Probate and Deceased Estate – What is the Difference?

Deed In Lieu of Life or Will is a legal document that designates the person, the parties involved in transferring the properties and other assets to an appointed individual. The property and assets transferred through this method do not pass on to any surviving spouse, children or any other beneficiaries. When a person dies, his/her estate is left with his/her personal representative. Deeds in Lieu of Life ensures that the person dies, not leaving assets to his/her personal representative but leaves it with a trustee who holds and manages the estate. This gives complete control over the assets to the trustee, who can use it in payment of debts or to liquidate it to meet creditors’ claims, if any.

 

Unlike probate, where there is a physical certificate, Deed in Lieu of Life ensures that no certificates are left behind, thus no last-minute paperwork or double taxation. Once the person dies, the person’s estate goes to the surviving spouse and children, who hold the power of appointment over it under the law. These powers are transferred according to the terms set by the document signed by both the living person and the deceased person. After the deceased person’s death, the remaining property and debts of the decedent are distributed among the beneficiaries according to the instructions mentioned in the document. These debts and properties are then paid off by the beneficiary or the inheritor.

 

Beneficiaries are required to appoint one or more administrators. Administrators are legally responsible for managing the deceased estates. The name of the administrator is mentioned in the document, which is witnessed by two witnesses named Testator and Administrator appointed by the testator. In some cases, only one administrator is required, while in others, two Administrators are permitted.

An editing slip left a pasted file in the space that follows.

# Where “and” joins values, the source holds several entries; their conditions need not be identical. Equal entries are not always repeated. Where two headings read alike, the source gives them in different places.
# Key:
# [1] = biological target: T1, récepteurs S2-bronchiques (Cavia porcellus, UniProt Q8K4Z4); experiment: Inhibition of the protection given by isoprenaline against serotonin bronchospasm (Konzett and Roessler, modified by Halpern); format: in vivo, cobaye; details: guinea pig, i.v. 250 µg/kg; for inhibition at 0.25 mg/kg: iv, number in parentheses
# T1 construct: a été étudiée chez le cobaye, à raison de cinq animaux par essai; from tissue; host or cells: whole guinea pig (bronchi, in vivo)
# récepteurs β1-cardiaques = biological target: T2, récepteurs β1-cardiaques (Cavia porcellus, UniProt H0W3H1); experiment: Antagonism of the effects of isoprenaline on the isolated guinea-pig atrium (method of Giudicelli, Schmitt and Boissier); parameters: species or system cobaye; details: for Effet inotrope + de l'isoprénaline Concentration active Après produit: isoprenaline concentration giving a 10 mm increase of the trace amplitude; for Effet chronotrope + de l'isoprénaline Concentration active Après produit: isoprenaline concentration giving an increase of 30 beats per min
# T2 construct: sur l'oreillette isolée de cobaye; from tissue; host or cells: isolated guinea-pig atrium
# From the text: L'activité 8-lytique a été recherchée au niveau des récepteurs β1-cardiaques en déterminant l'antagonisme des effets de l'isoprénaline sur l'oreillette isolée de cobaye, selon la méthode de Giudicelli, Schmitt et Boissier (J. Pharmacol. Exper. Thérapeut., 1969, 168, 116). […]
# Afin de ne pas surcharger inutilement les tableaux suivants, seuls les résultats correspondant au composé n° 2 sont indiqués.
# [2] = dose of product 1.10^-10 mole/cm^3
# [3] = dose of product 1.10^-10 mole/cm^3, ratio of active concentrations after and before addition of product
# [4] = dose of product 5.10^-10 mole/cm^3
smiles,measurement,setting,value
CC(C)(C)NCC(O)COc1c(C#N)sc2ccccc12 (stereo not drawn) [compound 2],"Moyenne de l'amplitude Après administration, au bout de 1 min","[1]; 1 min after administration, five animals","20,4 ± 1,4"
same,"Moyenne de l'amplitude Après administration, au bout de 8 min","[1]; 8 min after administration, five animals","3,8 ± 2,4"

There are a few very important differences between probate and deceased estates. These differences are on the part of the beneficiaries. For instance, they cannot avail of the capital gains tax benefits, and they cannot enjoy the superannuation benefit till the time when the assets are disposed of. Another major difference is the transfer of property from the estate of the deceased person to the beneficiaries. While the probate of the property is transferred to the executors on behalf of the deceased person, in the case of the deceased intestate estate, it is transferred to the beneficiaries after the administration is completed.

 

The administration of probate and deceased estates is carried out by the court, which is headed by a judge. Usually, an attorney is the one who would represent the interests of the estate and the people involved. Another important person is the real estate agent, who is the representative of the people. Once the administration is over, the real estate agent is no longer required to handle the assets.